Theories of development
Contentions, arguments, alternatives
Aims and scope:
This course aims to introduce students to the main theories of international development. By explaining and interpreting some ideas, projects, processes, both theoretical and practical, students will become familiar with the main concepts, paradigms and themes in international development. By the end of this course, students shall be able to assimilate and understand the main issues involved in international development; explore the main theories of international development; acquire the relevant knowledge for interpreting the dynamics of contemporary international development and international development aid; understand how globalization represents a major challenge for international development; and develop critical analytical skills to understand development issues and the core agenda of development institutions and agencies as well as civil society actors.
1. Development - an overview. 2. Conventional theories of development: classical neoclassical economics, keynesism and neoliberalism and development as modernization (economic and political perspectives). 3. Unconventional and critical theories of development: Marxism, socialism and development, poststructuralism and post-developmentalism and feminist theories of development. 4. Critical modernism and democratic development. 5. Capitalism and development from a global perspective. 6. Globalization, development and the state: emerging economies (an analysis of the BRICS states). 7. The international institutional order and the liberal model of international development. 8. Human development and sustainable development goals. 9. Regionalization, regional economic growth and development (EU, NAFTA, ASEAN). 10. Development and domestic factors: religion and development, ethnicity and ethnic conflict, human rights, theenvironment.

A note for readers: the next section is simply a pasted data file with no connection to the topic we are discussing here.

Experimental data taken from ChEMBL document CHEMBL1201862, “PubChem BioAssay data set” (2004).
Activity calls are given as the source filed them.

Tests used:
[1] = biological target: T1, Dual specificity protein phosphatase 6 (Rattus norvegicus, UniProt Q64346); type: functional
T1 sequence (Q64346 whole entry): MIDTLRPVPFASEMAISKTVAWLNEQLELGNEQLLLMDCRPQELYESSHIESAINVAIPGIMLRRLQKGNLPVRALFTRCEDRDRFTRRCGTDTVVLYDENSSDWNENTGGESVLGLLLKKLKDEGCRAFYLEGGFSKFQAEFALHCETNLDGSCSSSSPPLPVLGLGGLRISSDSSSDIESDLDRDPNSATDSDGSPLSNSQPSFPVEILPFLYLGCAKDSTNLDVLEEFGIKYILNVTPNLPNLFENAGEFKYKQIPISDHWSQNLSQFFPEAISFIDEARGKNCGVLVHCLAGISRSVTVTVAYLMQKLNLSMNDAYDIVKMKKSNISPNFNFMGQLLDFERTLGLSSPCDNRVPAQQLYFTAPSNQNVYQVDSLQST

Gilbert Rist, The History of Development. From Western Origins to Global Faith, 3rd ed. (London and New York: Zed Books, 2008); Andy Sumner, Michael Tribe, International Development Studies. Theories and Methods in Research and Practice (London: Sage, 2009); Jeffrey Haynes (ed.), Palgrave Advances in Development Studies (London and New York: Palgrave, 2005); Jørgen Dige Pedersen, Globalization, Development and the State. The Performance of India and Brazil since 1990 (London: Palgrave Macmillan, 2008); Leslie Sklair, Capitalism and Development (London and New York: Routledge, 2002); Richard Peet, Elaine Hartwick, Theories of Development Contentions, Arguments, Alternatives, 3rd ed. (New York and London: The Guilford Press, 2015); Roberta Capello, Peter Nijkamp (eds.), Handbook of Regional Growth and Development Theories (Cheltenham, Northampton: Edward Elgar, 2009); Axel Hadenius, Democracy And Development (Cambridge: Cambridge University Press, 1996).